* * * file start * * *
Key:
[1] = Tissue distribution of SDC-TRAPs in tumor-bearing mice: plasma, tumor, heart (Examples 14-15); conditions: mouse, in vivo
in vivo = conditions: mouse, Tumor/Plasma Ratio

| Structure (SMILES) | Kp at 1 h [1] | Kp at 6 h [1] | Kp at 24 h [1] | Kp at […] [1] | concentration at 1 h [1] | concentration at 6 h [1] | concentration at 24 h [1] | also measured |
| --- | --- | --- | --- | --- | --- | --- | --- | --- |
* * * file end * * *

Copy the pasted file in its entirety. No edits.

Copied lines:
Key:
[1] = Tissue distribution of SDC-TRAPs in tumor-bearing mice: plasma, tumor, heart (Examples 14-15); conditions: mouse, in vivo
in vivo = conditions: mouse, Tumor/Plasma Ratio

| Structure (SMILES) | Kp at 1 h [1] | Kp at 6 h [1] | Kp at 24 h [1] | Kp at […] [1] | concentration at 1 h [1] | concentration at 6 h [1] | concentration at 24 h [1] | also measured |
| --- | --- | --- | --- | --- | --- | --- | --- | --- |